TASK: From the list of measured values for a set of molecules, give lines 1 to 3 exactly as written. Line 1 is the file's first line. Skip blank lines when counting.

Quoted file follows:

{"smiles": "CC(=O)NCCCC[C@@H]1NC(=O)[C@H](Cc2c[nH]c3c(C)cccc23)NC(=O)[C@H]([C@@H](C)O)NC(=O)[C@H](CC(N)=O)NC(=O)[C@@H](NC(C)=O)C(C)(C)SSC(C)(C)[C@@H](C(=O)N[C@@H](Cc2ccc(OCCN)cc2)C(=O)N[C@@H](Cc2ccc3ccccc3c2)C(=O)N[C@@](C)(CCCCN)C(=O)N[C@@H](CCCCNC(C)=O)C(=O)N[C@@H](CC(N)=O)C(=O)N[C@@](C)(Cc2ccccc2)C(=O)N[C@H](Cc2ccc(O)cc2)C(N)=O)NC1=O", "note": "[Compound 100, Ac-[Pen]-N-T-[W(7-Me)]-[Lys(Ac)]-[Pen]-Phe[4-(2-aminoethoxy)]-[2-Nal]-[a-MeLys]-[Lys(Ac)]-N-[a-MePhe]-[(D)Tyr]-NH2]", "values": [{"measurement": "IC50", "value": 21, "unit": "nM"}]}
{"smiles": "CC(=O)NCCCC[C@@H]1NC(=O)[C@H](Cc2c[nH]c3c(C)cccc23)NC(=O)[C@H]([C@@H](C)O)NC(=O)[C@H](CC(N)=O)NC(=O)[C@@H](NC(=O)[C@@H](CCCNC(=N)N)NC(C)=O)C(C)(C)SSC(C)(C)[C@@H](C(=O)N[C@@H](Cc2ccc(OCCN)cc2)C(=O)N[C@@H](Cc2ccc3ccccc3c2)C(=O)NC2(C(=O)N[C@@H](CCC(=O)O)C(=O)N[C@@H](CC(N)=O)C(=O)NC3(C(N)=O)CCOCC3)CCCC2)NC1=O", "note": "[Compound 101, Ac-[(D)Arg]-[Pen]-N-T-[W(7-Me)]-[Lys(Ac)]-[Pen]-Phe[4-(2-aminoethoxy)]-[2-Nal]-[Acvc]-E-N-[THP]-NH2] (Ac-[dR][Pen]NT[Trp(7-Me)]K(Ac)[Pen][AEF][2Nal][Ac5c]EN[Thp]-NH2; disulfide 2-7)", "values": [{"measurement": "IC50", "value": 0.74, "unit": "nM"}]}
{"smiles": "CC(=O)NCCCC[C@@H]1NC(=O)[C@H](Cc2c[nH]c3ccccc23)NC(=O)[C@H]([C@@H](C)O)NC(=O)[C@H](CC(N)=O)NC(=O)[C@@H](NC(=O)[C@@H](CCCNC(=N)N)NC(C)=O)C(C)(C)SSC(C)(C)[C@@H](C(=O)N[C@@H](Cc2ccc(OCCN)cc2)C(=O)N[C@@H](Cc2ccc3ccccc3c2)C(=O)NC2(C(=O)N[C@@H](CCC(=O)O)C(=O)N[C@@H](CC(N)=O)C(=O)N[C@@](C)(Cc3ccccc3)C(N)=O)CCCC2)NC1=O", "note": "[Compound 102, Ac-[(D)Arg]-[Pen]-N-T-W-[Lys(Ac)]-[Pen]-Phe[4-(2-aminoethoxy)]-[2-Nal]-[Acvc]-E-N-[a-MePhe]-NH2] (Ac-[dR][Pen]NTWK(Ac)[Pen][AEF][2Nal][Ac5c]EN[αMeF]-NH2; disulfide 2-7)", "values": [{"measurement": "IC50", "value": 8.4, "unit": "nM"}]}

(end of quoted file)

{"smiles": "CC(=O)NCCCC[C@@H]1NC(=O)[C@H](Cc2c[nH]c3c(C)cccc23)NC(=O)[C@H]([C@@H](C)O)NC(=O)[C@H](CC(N)=O)NC(=O)[C@@H](NC(C)=O)C(C)(C)SSC(C)(C)[C@@H](C(=O)N[C@@H](Cc2ccc(OCCN)cc2)C(=O)N[C@@H](Cc2ccc3ccccc3c2)C(=O)N[C@@](C)(CCCCN)C(=O)N[C@@H](CCCCNC(C)=O)C(=O)N[C@@H](CC(N)=O)C(=O)N[C@@](C)(Cc2ccccc2)C(=O)N[C@H](Cc2ccc(O)cc2)C(N)=O)NC1=O", "note": "[Compound 100, Ac-[Pen]-N-T-[W(7-Me)]-[Lys(Ac)]-[Pen]-Phe[4-(2-aminoethoxy)]-[2-Nal]-[a-MeLys]-[Lys(Ac)]-N-[a-MePhe]-[(D)Tyr]-NH2]", "values": [{"measurement": "IC50", "value": 21, "unit": "nM"}]}
{"smiles": "CC(=O)NCCCC[C@@H]1NC(=O)[C@H](Cc2c[nH]c3c(C)cccc23)NC(=O)[C@H]([C@@H](C)O)NC(=O)[C@H](CC(N)=O)NC(=O)[C@@H](NC(=O)[C@@H](CCCNC(=N)N)NC(C)=O)C(C)(C)SSC(C)(C)[C@@H](C(=O)N[C@@H](Cc2ccc(OCCN)cc2)C(=O)N[C@@H](Cc2ccc3ccccc3c2)C(=O)NC2(C(=O)N[C@@H](CCC(=O)O)C(=O)N[C@@H](CC(N)=O)C(=O)NC3(C(N)=O)CCOCC3)CCCC2)NC1=O", "note": "[Compound 101, Ac-[(D)Arg]-[Pen]-N-T-[W(7-Me)]-[Lys(Ac)]-[Pen]-Phe[4-(2-aminoethoxy)]-[2-Nal]-[Acvc]-E-N-[THP]-NH2] (Ac-[dR][Pen]NT[Trp(7-Me)]K(Ac)[Pen][AEF][2Nal][Ac5c]EN[Thp]-NH2; disulfide 2-7)", "values": [{"measurement": "IC50", "value": 0.74, "unit": "nM"}]}
{"smiles": "CC(=O)NCCCC[C@@H]1NC(=O)[C@H](Cc2c[nH]c3ccccc23)NC(=O)[C@H]([C@@H](C)O)NC(=O)[C@H](CC(N)=O)NC(=O)[C@@H](NC(=O)[C@@H](CCCNC(=N)N)NC(C)=O)C(C)(C)SSC(C)(C)[C@@H](C(=O)N[C@@H](Cc2ccc(OCCN)cc2)C(=O)N[C@@H](Cc2ccc3ccccc3c2)C(=O)NC2(C(=O)N[C@@H](CCC(=O)O)C(=O)N[C@@H](CC(N)=O)C(=O)N[C@@](C)(Cc3ccccc3)C(N)=O)CCCC2)NC1=O", "note": "[Compound 102, Ac-[(D)Arg]-[Pen]-N-T-W-[Lys(Ac)]-[Pen]-Phe[4-(2-aminoethoxy)]-[2-Nal]-[Acvc]-E-N-[a-MePhe]-NH2] (Ac-[dR][Pen]NTWK(Ac)[Pen][AEF][2Nal][Ac5c]EN[αMeF]-NH2; disulfide 2-7)", "values": [{"measurement": "IC50", "value": 8.4, "unit": "nM"}]}